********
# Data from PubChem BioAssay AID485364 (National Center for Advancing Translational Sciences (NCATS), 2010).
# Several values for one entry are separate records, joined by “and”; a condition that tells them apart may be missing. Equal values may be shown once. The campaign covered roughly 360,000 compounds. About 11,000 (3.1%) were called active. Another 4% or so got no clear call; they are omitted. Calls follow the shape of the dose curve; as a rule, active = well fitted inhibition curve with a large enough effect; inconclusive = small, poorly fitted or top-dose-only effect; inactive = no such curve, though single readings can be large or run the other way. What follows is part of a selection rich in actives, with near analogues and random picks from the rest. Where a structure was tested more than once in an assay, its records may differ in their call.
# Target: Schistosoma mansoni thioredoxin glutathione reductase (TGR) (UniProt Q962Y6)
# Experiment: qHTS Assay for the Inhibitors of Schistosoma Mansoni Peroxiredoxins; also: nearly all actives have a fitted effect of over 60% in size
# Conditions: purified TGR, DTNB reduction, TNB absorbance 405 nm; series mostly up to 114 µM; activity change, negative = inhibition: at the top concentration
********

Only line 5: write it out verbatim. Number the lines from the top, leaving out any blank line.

# Conditions: purified TGR, DTNB reduction, TNB absorbance 405 nm; series mostly up to 114 µM; activity change, negative = inhibition: at the top concentration